Number of new entrants remained unchanged and number of graduates decreased

The number of higher education (HE) students continued to drop in the academic year of 2016/17, while the number of new entrants increased slightly. Students who only took freestanding courses accounted for the entire drop. A little more than 63 000 students received qualifications, which was significantly fewer than the previous academic year.

Continued decrease of higher education students, but the number of HE entrants remained the same

The number of students decreased to 402 200 in the academic year of 2016/17, which was 600 less than the previous academic year. The number of students who only took freestanding courses dropped even more and thus made up the entire drop.

The number of HE entrants – new students studying at Swedish universities and institutes of higher education – remained the same as the previous aca-demic year with 86 000 entrants in the academic year of 2016/17. The Swedish HE entrants, meaning new students excluding international stu-dents, decreased by 400.

Increased number of higher education entrants in programmes

During the academic year of 2016/17, 24 100 HE entrants studied in gen-eral programmes (programmes leading to a higher education diploma, a bachelor’s, or a master’s degree). That was 3 percent more than the aca-demic year of 2015/16 and 21 percent more than 2007/08. There were 28 400 HE entrants in professional qualification programmes, which was an increase of 3 percent compared to the previous year.

Nearly half of the higher education entrants were under the age of 22

In the academic year of 2016/17, the number of HE entrants under the age of 22 decreased by 1 200. Nearly half of the HE entrants were 21 or younger. Compared to the academic year of 2007/08, the share of HE en-trants under the age of 22 has not changed.

Larger share of men than women at the second cycle

In the academic year of 2016/17, 243 300 women and 158 900 men were enrolled in higher education at the first and second cycles. Close to 106 500 students were enrolled in courses classified as second cycle courses, which was 26 percent of all students. The share of students at second cycle was larger for men than for women, 27 and 26 percent respectively.

Decrease in number of graduates

In the academic year of 2016/17, 50 000 students graduated for the first time from Swedish higher education institutions. This was 4 100 fewer than in the previous academic year. Among the first-time graduates, 62 percent were women and 38 percent were men. For first-time graduates only the first completed degree in Sweden is counted for each individual.

The total number of students who graduated was 63 400, including those who had previous qualifications. The decrease since the previous academic year was 4 900 graduates. Of the total graduates, 64 percent were women and 36 percent were men.

The number of qualifications awarded in the academic year of 2016/17 was 76 000. There is a difference between the number of qualifications awarded and the number of graduates because 12 600 qualifications were awarded to students who received more than one qualification during the academic year. The share of qualifications awarded to women were 64 percent and 36 percent were awarded to men.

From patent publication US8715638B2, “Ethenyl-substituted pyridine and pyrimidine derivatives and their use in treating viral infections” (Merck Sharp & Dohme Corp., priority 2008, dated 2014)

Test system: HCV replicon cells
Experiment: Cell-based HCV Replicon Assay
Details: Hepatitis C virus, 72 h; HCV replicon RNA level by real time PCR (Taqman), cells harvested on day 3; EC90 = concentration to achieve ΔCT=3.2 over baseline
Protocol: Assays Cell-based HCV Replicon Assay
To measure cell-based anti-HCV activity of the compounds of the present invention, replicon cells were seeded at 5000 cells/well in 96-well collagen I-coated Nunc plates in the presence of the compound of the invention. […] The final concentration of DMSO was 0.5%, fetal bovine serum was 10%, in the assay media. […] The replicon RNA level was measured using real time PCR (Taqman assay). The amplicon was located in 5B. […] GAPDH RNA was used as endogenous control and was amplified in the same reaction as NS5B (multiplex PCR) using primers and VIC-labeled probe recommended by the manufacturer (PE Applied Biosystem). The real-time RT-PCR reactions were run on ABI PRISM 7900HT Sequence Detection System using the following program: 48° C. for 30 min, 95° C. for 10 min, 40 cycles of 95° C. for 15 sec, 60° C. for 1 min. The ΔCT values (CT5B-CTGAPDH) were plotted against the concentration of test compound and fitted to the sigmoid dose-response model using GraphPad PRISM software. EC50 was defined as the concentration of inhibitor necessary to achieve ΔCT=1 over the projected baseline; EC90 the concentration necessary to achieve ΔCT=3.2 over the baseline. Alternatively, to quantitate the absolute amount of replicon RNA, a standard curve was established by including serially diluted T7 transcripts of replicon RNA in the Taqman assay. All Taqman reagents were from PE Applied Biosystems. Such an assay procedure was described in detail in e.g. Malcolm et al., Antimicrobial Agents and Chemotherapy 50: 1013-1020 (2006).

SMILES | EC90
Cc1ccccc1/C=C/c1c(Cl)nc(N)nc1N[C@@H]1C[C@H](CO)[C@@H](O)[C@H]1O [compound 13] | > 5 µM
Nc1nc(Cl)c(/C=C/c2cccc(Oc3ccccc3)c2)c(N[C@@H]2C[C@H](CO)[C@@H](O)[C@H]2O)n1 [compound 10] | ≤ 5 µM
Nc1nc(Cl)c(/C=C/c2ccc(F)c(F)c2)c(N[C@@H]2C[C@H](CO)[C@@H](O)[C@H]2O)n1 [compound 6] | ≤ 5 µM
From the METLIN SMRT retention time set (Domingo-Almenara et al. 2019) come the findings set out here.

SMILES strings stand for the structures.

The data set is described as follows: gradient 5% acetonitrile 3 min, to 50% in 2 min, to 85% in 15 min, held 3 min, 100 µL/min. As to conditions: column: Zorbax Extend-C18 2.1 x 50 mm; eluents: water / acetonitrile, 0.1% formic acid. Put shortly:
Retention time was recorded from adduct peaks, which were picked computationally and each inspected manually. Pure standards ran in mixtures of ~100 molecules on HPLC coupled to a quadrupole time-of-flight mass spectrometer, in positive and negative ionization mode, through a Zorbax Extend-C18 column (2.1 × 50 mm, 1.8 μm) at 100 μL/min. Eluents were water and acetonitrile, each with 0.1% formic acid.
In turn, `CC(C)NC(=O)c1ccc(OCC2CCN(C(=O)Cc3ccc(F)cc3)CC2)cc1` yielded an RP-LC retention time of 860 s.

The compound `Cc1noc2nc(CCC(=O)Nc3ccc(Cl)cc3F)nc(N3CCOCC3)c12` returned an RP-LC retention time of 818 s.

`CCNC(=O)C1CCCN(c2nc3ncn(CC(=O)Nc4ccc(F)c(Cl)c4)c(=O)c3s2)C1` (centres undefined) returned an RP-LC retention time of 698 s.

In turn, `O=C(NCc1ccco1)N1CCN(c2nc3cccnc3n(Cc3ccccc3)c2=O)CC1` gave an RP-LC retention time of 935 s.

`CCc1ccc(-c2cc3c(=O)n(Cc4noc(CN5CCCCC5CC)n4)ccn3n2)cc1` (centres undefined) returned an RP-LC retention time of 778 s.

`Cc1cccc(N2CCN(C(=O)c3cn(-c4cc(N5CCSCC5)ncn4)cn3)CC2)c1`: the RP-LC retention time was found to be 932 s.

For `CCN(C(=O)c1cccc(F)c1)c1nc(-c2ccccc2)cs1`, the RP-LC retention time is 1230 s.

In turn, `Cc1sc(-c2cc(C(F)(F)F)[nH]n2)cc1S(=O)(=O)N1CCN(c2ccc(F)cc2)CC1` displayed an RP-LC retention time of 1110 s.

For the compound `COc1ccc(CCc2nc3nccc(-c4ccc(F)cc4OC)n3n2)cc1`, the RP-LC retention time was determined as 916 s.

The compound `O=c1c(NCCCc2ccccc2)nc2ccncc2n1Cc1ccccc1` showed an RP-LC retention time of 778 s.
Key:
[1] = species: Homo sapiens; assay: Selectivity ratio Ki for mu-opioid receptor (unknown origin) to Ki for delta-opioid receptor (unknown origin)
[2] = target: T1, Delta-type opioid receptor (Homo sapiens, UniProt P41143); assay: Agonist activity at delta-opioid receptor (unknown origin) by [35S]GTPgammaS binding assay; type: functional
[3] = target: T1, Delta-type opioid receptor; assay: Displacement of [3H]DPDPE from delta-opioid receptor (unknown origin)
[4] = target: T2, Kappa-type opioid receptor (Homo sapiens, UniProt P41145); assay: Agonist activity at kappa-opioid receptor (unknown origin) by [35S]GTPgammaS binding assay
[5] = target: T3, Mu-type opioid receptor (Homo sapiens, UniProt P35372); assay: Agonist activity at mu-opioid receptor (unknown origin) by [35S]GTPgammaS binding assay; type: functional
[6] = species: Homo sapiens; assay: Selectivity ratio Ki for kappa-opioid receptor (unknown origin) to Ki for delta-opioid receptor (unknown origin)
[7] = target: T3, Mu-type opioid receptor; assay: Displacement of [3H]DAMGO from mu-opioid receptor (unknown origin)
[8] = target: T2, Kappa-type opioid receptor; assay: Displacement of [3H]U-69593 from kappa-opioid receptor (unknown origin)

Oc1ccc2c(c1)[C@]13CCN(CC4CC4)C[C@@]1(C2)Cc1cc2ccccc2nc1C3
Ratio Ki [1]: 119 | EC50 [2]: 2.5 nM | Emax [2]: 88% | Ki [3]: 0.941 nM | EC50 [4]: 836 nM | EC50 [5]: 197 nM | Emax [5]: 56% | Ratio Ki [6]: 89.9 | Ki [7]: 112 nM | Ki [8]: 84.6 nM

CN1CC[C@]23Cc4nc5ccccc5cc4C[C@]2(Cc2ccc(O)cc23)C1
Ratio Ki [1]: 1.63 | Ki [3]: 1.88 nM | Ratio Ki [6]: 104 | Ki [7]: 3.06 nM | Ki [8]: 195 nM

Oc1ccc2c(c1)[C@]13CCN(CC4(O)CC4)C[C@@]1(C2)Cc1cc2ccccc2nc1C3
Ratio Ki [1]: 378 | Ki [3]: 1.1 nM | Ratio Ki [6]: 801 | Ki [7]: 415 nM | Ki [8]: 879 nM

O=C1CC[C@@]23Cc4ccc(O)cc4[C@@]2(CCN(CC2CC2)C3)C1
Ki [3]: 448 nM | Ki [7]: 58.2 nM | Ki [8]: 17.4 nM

Close to 10 000 Master’s degrees

During the academic year of 2016/17, 16 200 students were awarded qual-ifications requiring at least 300 credits, which corresponds to five years of full-time study. The number of qualifications awarded in the longest study programmes has increased by 14 200 since the new structure of education and qualifications was introduced in 2007. The major part of the increase is due to the introduction of master's degrees that year. During the academ-ic year of 2016/17, 9 500 Master’s degrees were awarded. The distribution of women and men was even, with 48 percent women and 52 percent men.

Graduates are younger than ten years ago

In the academic year of 2016/17, the median age for graduates was 26.7 years. The median age was 26.8 for women and 26.7 for men. Ten years earlier, the median age of women was 28.5 and that of men was 27.6 years.

Among those who graduated for the first time at Swedish institutes of high-er education in the academic year of 2015/16, the women were younger than men were. The median age of women was 26.0 compared to 26.3 for men.

The number of double degrees continues to increase

During the academic year of 2016/17, 10 000 graduates were awarded both a professional qualification and a general qualification. Such double de-grees have more than doubled during the last ten years, despite the increase in the number of professional qualifications being relatively small. More women than men received a double degree, but in relation to the total number of degrees, it was about as common for both sexes. Most of the double qualifications were awarded to students who studied nursing or engineering.

Percentage of qualifications awarded to international students de-creased

Between the academic years of 2007/08 and 2011/12 the percentage of individuals coming to Sweden to study (international students) increased from 7 percent to 13 percent among those awarded qualifications. Since then it has fallen and was 10 percent in the academic year of 2015/16. The reason for the decrease is the introduction of student fees for certain inter-national students in the academic year of 2011/12. The share of interna-tional students was 14 percent among men and 7 percent among women in the academic year of 2016/17.

Swedish Higher Education Authotity (UKÄ) is appointed by the Swedish government to be responsible for official statistics on higher education.